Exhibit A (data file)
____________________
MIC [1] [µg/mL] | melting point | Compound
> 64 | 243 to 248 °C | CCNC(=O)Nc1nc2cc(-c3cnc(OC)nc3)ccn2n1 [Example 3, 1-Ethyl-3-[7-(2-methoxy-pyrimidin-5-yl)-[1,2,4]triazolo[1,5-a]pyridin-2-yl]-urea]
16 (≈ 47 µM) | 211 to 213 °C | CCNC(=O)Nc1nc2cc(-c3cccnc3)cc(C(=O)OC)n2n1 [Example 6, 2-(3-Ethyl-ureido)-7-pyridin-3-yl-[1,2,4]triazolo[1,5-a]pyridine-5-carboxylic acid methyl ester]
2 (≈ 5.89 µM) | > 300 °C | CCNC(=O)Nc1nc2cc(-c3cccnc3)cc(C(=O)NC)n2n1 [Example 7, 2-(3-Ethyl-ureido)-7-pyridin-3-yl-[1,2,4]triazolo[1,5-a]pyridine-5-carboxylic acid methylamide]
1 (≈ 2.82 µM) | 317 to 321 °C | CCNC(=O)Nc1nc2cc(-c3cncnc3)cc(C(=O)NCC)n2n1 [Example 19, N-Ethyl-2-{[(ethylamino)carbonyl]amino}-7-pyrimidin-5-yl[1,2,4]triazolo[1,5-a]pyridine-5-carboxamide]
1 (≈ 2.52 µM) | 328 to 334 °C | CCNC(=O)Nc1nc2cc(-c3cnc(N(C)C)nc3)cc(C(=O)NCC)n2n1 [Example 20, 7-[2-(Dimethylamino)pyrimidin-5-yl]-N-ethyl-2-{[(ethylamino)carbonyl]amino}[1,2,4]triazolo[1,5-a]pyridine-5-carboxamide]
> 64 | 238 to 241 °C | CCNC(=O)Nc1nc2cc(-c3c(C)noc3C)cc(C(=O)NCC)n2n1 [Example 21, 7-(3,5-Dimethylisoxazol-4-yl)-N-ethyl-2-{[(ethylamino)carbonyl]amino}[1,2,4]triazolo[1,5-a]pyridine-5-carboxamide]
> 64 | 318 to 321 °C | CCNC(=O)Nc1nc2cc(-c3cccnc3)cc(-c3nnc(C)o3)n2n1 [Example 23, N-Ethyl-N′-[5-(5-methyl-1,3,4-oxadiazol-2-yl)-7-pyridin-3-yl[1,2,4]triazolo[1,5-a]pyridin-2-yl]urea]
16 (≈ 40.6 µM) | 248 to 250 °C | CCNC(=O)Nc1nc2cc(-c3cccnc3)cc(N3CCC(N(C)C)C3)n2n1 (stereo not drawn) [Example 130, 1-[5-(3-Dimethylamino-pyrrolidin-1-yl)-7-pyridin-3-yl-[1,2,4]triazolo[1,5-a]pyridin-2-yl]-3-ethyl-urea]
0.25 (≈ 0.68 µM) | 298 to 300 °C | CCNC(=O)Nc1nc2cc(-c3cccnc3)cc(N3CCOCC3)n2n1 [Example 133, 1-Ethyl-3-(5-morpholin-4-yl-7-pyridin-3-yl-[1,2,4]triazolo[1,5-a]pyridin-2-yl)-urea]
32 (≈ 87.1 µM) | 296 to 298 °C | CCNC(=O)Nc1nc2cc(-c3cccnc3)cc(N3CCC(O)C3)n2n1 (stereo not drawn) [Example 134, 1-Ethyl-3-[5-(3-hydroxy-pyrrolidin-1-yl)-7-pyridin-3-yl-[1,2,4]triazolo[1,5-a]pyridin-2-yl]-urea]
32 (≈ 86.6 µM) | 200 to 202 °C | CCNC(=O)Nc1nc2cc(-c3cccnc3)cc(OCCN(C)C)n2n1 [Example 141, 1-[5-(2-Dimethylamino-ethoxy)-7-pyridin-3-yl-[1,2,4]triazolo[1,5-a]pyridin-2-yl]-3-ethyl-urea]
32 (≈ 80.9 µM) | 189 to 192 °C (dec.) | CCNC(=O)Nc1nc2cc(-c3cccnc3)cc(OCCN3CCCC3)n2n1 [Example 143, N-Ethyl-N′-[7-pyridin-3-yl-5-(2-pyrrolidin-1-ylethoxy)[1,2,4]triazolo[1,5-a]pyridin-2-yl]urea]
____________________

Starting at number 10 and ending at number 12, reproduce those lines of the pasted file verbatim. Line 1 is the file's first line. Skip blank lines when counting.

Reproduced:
0.25 (≈ 0.68 µM) | 298 to 300 °C | CCNC(=O)Nc1nc2cc(-c3cccnc3)cc(N3CCOCC3)n2n1 [Example 133, 1-Ethyl-3-(5-morpholin-4-yl-7-pyridin-3-yl-[1,2,4]triazolo[1,5-a]pyridin-2-yl)-urea]
32 (≈ 87.1 µM) | 296 to 298 °C | CCNC(=O)Nc1nc2cc(-c3cccnc3)cc(N3CCC(O)C3)n2n1 (stereo not drawn) [Example 134, 1-Ethyl-3-[5-(3-hydroxy-pyrrolidin-1-yl)-7-pyridin-3-yl-[1,2,4]triazolo[1,5-a]pyridin-2-yl]-urea]
32 (≈ 86.6 µM) | 200 to 202 °C | CCNC(=O)Nc1nc2cc(-c3cccnc3)cc(OCCN(C)C)n2n1 [Example 141, 1-[5-(2-Dimethylamino-ethoxy)-7-pyridin-3-yl-[1,2,4]triazolo[1,5-a]pyridin-2-yl]-3-ethyl-urea]